to his own sex (a tendency he called "urning"). A few months later in 1867, German-Hungarian sexologist
Karl Maria Kertbeny introduced the word "homosexuality" in an anonymously
published pamphlet. Some readers were scandalized, but others saw this as the first ray of
light in the intellectual darkness
Gilbert & Sullivan
Offenbach's operettas eventually inspired the British, whose homegrown musical
theatre had been as unsophisticated as its American counterpart. Beginning in the 1870's, lyricist William
Gilbert and composer Arthur Sullivan perfected English operetta,
making it just as tuneful and far wittier than the continental version.
Although marketed as "comic operas," the works of Gilbert and
Sullivan were musicals. Thanks to librettos with lasting comic themes,
H.M.S. Pinafore (1878) The Mikado (1885), Pirates
Of Penzance (1880) and The Gondoliers (1889) can still entertain
audiences more than a century after their debuts. In Patience (1881), Gilbert and Sullivan gave
audiences the first flaming effeminate lead character
in an English-language musical -- Reginald Bunthorne.
Bunthorne was a biting spoof of the sexually ambiguous aesthetes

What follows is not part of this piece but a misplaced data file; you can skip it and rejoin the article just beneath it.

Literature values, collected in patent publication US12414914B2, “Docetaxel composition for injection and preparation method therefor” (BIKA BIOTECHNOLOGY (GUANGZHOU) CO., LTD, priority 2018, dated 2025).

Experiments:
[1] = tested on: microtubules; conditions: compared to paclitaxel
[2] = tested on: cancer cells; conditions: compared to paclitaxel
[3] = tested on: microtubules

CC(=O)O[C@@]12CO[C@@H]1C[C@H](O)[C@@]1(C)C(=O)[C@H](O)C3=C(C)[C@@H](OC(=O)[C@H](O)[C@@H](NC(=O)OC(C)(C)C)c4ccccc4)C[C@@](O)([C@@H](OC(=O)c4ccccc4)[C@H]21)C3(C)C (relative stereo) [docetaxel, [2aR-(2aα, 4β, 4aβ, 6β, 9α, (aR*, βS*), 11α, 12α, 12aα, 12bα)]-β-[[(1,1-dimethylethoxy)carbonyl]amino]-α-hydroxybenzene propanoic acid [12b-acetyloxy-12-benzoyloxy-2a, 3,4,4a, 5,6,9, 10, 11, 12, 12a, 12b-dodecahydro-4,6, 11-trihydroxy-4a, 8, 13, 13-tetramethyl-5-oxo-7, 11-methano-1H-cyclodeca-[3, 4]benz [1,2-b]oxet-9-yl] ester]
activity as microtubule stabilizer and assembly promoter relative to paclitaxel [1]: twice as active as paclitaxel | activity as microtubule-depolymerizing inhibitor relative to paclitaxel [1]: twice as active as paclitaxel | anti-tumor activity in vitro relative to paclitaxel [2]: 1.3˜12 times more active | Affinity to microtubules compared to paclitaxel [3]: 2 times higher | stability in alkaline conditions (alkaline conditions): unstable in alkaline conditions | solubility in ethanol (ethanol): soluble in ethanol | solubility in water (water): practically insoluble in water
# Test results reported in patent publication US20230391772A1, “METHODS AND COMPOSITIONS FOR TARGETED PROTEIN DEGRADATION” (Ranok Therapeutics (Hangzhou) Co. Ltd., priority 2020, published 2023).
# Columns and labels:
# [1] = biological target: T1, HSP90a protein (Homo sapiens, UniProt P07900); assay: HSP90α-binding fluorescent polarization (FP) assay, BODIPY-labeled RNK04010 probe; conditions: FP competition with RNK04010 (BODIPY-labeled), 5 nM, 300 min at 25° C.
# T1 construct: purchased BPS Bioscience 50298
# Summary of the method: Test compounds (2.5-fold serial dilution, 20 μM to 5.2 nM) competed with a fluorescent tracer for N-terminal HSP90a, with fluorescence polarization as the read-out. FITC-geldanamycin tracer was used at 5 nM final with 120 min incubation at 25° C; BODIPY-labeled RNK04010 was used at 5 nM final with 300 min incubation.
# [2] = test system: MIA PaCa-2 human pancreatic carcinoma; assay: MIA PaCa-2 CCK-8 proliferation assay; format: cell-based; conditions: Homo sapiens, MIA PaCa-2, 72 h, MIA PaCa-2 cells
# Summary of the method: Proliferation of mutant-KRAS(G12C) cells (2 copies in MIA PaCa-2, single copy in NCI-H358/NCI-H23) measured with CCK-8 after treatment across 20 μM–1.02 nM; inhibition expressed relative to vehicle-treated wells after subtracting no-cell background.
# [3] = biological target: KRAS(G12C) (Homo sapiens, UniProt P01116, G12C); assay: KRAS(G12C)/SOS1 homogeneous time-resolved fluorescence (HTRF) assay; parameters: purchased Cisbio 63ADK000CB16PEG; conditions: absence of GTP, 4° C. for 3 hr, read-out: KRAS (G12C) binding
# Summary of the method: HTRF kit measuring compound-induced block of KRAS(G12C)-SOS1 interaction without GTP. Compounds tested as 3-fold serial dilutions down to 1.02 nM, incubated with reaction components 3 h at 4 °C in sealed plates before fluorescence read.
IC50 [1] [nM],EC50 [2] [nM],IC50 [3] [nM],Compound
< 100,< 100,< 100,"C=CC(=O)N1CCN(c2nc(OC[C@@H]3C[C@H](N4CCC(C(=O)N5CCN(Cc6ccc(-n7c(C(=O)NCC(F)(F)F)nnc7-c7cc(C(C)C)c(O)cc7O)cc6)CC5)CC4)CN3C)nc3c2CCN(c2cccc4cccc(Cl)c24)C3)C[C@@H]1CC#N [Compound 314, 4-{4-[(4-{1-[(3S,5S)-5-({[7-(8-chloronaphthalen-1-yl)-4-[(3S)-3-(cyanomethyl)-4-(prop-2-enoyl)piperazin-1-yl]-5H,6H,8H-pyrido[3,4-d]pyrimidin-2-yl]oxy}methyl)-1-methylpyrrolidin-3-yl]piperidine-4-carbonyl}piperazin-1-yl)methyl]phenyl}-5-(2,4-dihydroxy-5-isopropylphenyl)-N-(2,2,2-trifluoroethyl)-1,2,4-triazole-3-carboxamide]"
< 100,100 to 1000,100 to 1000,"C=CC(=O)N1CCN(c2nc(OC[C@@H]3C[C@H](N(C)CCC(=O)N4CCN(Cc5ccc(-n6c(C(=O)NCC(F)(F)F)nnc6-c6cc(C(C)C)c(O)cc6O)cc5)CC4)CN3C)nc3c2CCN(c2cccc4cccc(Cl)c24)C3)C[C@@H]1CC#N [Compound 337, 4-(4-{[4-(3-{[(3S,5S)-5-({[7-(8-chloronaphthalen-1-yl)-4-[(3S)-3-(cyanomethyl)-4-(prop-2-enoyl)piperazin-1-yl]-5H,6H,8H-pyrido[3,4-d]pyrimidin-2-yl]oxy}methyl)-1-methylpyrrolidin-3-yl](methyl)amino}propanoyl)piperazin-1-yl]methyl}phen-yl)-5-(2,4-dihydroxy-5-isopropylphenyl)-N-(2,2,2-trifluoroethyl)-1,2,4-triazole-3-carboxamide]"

Wilde, etc.) who simultaneously delighted and scandalized Victorian society. This humorous fop appeared
on stage in a tight dark velvet suit, with outrageous long hair and a lily clutched in his limp-wristed
hand. His mincing walk, flailing wrists and simpering expression were
instantly recognizable as those of a stereotypical homosexual. To placate Victorian
sensibilities, G&S made a point of having Bunthorne pursue women, even though he's more
feminine than any of his official amorous
targets. In the carefully worded patter song "Am I Alone And Unobserved," Bunthorne confesses
his aesthetic pretensions are a "sham" designed to win public
And everyone will say
As you walk your flowery way
If he's content
With a vegetable love
That would certainly not suit me,
Why, what a most particularly
Pure young man
This pure young man must be.
However, when Bunthorne is ultimately spurned by the women who once worshipped him,
he clings to the only dependable things in his life -- his affectations
and a limp lily. Straight or gay, Bunthorne is the most outrageous male
character the mainstream musical stage would see until a full century later
in La Cage aux Folles (Herman